We’ve been having a hell of a (great!) time stitching together a new creative process with a new team here in the office. The company is already producing some really great 3d models, and I have been hired to head up the software effort to make those models interactive. Go touchscreen, go!
Something that has struck me lately is generally how bad developers are at PROTOTYPING. Now don’t get me wrong, I don’t mean this in a negative way. Instead I think that our tools have held us back for a while, but our tools are getting really good really fast and I think we have a lot of work to do in order to find a place in the creative process.
I’ve been talking to freelance developers and a few studios trying to find the right people to build a couple of key visual components for our first big job building touchscreen interactives. Meanwhile, we have been working hard to get our conceptual design done in parallel. So I’m having a look at how we are communicating our ideas and finding visual examples to illustrate what our ideas actually MEAN – and the whiteboard is just not cutting it.
Sure we still need the whiteboard, but not for more than a conversational tool. What we really need is to spend a smaller amount of time describing what we need, and more time building real examples in a timely fashion. A picture is worth 1,000 words, and here an animation is worth closer to 10,000 words! The only goal here is to produce a rich touchscreen experience, so this stuff is super important.
I’m getting the idea that most creative companies have their people make a bunch of prototypes, and then they go with the best option (Anyone seen Mad Men? Read a Steve Jobs book?). This means you have to burn time, and you also have to master your tools so that you can spend your time thinking about the big picture and less time thinking about the code. This brings me to my point.
I am looking at where we are as developers and I think that we are juuuuuust almost there – at least in the visual and interactive design realm. We need to take the next step and get even better at our tools so we can do this. If a client comes up with a concept, we shouldn’t need to have them spec out the whole animal for us before we build something. Instead we need to be so good at our tools that we can put all of our effort into interpreting the big picture and the code is nothing more than an after thought. I mean, we can spend all day talking about methodologies and “agile” and waterfall whatever blah blah blah, but at then end of the day we need to be able to quickly write something or a few somethings “for free” to get a tangible illustration of the idea in front of the right people at the right time.
I think this means for a WebGL or CSS3 interactive we need to be able to turn a working example around in a couple of days. Then when someone says we need to rotate the camera around not one but all objects in the scene at once, we need to be able to turn that around in an hour. If we want to turn all the circles into squares and have them rotate around the axis instead of constantly looking at the camera, it should take 20 minutes.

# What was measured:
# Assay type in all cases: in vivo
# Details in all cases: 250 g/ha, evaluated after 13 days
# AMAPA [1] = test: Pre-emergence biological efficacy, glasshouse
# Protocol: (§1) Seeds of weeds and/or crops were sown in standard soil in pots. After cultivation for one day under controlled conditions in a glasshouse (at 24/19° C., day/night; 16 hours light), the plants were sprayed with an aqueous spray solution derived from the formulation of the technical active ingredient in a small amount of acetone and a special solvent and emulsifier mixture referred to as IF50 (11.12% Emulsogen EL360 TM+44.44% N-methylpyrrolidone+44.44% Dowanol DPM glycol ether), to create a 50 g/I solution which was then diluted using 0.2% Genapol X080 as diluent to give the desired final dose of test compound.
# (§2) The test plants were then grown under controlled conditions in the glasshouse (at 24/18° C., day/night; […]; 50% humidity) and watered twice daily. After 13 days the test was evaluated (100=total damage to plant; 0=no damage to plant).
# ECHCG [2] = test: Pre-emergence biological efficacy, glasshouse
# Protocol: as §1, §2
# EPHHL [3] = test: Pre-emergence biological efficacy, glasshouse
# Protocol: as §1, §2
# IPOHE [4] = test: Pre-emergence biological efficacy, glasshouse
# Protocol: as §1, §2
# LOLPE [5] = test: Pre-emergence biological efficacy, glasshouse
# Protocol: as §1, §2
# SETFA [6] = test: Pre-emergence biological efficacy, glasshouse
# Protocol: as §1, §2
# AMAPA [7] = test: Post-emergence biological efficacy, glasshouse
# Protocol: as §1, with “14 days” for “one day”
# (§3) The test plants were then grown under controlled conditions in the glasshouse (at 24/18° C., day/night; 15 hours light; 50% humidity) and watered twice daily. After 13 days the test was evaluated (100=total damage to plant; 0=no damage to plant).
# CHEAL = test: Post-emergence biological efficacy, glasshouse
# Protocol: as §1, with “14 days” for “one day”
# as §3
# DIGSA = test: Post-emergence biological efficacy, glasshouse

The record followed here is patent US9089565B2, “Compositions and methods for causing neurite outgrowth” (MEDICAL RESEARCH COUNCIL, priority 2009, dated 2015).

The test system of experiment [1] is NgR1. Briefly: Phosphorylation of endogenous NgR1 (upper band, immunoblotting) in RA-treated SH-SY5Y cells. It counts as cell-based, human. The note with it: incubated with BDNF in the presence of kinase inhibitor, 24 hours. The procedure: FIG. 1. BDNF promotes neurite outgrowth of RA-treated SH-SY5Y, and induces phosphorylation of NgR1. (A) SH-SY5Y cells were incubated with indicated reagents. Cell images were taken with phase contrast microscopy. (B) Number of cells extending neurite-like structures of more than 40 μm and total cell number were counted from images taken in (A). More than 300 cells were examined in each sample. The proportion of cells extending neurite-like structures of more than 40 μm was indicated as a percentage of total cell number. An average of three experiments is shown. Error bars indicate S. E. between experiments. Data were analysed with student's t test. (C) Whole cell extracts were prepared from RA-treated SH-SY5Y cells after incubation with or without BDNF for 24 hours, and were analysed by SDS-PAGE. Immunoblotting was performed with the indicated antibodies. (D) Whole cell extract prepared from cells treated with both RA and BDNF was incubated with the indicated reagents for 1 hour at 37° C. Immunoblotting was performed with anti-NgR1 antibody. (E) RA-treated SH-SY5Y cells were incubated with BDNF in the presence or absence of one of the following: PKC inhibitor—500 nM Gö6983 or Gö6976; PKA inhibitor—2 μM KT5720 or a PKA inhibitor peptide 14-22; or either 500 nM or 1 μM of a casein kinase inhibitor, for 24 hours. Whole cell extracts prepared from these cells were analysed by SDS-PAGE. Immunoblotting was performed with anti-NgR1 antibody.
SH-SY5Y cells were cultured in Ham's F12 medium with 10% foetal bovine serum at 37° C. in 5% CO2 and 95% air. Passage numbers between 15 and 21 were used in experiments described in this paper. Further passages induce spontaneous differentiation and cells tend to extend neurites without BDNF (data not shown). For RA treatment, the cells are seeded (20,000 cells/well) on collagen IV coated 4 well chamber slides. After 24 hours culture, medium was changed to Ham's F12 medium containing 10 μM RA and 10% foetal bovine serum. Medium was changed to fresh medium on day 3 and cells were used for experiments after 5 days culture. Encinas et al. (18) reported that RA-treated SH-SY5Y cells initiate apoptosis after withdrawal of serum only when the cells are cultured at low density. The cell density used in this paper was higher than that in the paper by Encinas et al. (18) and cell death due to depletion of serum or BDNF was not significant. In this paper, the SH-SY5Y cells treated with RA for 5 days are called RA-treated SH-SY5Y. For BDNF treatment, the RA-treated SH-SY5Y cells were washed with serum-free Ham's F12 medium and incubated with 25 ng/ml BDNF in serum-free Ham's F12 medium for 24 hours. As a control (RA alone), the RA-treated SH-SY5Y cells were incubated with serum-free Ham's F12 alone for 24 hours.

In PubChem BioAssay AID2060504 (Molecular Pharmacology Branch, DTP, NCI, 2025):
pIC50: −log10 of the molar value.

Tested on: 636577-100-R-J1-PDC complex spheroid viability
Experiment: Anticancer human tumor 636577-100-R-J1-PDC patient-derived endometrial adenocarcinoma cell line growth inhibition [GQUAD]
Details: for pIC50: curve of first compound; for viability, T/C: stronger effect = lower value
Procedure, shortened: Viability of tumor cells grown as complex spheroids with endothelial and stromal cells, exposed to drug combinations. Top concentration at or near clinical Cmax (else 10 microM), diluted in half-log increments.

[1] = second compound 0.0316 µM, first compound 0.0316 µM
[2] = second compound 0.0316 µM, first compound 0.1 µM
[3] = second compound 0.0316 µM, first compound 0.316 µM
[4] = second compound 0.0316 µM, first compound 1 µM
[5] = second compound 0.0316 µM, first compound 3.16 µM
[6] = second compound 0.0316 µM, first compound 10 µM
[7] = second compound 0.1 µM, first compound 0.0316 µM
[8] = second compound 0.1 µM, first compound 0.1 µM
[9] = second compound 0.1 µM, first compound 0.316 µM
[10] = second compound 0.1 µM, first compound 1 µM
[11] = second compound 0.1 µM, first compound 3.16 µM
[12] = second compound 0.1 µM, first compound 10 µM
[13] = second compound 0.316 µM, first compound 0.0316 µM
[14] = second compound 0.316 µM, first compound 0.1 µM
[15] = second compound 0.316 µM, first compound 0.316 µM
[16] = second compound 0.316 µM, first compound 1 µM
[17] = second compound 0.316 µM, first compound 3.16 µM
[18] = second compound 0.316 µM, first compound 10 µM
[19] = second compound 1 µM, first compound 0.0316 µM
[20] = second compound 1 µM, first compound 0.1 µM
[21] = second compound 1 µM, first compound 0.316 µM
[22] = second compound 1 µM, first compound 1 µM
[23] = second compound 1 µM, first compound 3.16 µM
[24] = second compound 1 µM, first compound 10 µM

You can see how these ideas would be hard to illustrate since there’s several ways that we can interpret these simple few statements. Seeing it work is everything. Also it’s important for a developer to not take the instructions literally but to interpret them as solutions to the problem, and write prototypes that solve the problem. No one likes a monkey.
On the same note, we eventually narrowed our focus to only hiring guys that have portfolios of prior work to show. We needed to SEE what they’ve put together to get a feel for what they can do. We also gave them a couple of days to put together a prototypical example of how they would approach our problem – off the clock. This seems to be the way of business in other creative industries, and I think it should be the way it works with software as well.
I agree with many of your points. I don’t think that “knowing our tools well” will help as much as needed, though, for the purpose of prototyping. The problem (I believe) is that our tools are bad for prototyping. They aren’t even made for prototyping. Rather, most of our tools are made for a long-term dig-in.
HyperCard is an example of a tool that was good for prototyping. Django is an example of a tool that is conventional, and thus not good for prototyping. Even though Django vastly accelerates so many things, it simply isn’t anywhere near the immediacy of HyperCard.
I work a lot on making Python environments for rapid prototyping and development. You should also look at Enthought’s work in reactive programming and user interface.
I invite you to follow my blog’s Python category — http://lion.posterous.com/tag/planetpython.